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. Last Updated: 07/27/2016

New System to Ease Customs Process

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An electronic system to quickly clear imports and raise collection rates of customs duties is being introduced in Moscow this week with the intention of extending it nationwide, but professionals warn that no electronic system can control corruption.

And while some privately run Moscow customs terminals have been told by the State Customs Committee to test the new system, the committee has not released any estimates of what collection targets should be, and sources of funding the installment of the new system nationwide are still unclear.

The nation’s system of allowing imports to cross borders and then to let customs terminals, many of them private deep in the hinterland, clear the imports has proved a temptation to corruption that many importers and customs officials cannot resist.

Bribes are paid to customs officers who clear expensive electronic goods and furniture as spare parts, which are subject to lower tariffs. Imports often disappear on their way to terminals.

In the first six months of this year, 67,700 violations of import laws were recorded and 2,097 criminal cases were opened, 11 percent more than for the same period last year, Interfax reported in July.

Vyacheslav Repin, head of modern computer technologies at the St. Petersburg software firm EKSI-Soft, said the Aist-RT21 program to be installed at customs terminals in the Moscow region is a client-server close circuit interface that links customs computers at the borders, regional computers and the Central Customs Department server.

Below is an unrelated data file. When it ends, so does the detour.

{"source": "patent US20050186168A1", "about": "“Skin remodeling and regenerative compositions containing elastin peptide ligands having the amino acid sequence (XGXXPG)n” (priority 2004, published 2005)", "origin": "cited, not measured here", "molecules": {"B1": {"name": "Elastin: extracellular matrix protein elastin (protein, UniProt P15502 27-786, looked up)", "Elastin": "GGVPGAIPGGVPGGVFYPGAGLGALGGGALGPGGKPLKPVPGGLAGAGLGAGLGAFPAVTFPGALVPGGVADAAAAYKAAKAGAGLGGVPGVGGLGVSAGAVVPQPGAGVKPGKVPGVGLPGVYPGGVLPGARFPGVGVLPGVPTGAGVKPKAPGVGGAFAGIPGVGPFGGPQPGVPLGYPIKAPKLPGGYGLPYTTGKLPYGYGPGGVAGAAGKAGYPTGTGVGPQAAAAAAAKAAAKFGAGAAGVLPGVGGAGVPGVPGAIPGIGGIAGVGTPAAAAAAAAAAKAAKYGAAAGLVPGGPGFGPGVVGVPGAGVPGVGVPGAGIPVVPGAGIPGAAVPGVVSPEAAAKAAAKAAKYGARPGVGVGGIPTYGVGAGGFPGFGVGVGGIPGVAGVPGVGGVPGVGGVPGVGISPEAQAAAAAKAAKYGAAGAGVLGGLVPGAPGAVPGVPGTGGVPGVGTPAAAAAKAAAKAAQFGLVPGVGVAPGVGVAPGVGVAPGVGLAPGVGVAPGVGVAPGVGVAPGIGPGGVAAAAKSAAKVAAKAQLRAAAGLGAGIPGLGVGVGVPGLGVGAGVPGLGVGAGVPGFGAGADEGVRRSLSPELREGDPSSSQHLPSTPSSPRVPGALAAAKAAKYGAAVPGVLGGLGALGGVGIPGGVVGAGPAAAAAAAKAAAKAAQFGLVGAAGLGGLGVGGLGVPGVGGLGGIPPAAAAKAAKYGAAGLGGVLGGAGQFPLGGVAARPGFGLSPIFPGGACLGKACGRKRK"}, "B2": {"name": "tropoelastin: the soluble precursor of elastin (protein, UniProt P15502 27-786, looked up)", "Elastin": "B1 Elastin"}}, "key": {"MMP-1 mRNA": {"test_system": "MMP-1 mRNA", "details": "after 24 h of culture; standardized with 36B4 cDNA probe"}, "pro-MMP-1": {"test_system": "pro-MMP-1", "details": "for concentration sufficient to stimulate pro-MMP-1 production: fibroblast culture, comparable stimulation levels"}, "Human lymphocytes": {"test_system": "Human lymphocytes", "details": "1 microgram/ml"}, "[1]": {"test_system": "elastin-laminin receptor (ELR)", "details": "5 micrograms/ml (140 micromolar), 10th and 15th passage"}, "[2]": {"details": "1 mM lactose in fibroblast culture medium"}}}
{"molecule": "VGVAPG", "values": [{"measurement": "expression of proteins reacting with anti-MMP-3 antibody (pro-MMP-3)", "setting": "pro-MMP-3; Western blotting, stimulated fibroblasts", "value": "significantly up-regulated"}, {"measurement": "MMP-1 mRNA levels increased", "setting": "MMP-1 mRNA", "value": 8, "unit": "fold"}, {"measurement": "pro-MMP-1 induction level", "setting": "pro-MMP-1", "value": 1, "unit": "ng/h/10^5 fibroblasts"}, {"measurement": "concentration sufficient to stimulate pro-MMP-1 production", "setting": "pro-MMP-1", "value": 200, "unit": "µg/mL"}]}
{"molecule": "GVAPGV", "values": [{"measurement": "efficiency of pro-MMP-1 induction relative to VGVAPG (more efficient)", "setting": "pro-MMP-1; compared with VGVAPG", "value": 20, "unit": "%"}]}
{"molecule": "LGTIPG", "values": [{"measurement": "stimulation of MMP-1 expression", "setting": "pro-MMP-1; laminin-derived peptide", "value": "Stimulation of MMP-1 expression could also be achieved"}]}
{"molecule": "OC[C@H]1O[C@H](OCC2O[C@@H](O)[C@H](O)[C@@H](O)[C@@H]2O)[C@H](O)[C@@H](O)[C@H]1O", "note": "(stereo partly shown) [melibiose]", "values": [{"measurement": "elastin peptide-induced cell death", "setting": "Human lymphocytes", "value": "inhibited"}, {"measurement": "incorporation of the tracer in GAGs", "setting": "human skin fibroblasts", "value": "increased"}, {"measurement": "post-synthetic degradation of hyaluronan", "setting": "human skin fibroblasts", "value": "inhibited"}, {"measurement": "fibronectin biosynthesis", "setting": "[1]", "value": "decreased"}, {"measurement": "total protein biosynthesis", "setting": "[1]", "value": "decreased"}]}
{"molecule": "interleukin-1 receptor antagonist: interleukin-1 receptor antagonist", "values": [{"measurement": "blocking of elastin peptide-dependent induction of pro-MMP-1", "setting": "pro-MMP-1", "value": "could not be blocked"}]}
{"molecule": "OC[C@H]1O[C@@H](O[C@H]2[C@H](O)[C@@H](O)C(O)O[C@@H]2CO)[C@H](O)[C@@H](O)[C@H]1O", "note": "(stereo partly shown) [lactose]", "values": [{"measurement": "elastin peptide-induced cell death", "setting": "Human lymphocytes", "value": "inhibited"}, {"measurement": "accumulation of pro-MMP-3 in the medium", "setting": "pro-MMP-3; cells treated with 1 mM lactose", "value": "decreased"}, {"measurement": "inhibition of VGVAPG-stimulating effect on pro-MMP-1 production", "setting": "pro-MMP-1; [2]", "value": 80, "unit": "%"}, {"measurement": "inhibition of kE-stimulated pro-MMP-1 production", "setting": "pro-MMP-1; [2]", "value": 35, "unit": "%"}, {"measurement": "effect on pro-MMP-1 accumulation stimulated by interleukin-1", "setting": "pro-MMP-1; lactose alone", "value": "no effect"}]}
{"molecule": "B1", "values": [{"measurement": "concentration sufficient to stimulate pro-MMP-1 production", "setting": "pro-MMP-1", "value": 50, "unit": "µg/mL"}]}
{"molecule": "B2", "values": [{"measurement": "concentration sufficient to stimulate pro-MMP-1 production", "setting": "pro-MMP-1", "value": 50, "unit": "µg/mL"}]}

Olga Gavrilova, financial director at Moscow’s Viba customs terminal, a recipient of the system that is to start operating this week, said, "This system is secure and it serves our clients really quickly."

She said that a trial of the system last week showed the clearance time for simple items was sometimes just 30 minutes.

"In the past, clearance sometimes took up to 10 days," she said.

Gavrilova added that the Aist system provides information about imported goods at the customs terminal just seconds after the cargo is registered at the border.

"Aist has shown good results in our region after being applied for a few years here," said Dmitry Kokko, spokesman for the Northwest Customs Department, in a telephone interview from St. Petersburg. However, he failed to give any figures on the improvement in tax collection Aist had brought.

Anatoly Zhdannikov, clearance officer with Vinlund International Freight Forwarders, said that using computers had drawbacks as well as benefits.

"We all know they crash," he said.

"The human factor [customs officers] is still there," Zhdannik added. "Whatever they feed into the computer system is up to their conscience."

EKSI-Soft’s Repin agreed. "Living on this planet, we know there is no perfection," he said. "But I think that our product will make a dramatic change to what we have now if introduced at least at the most significant customs nationwide that clear the majority of imports."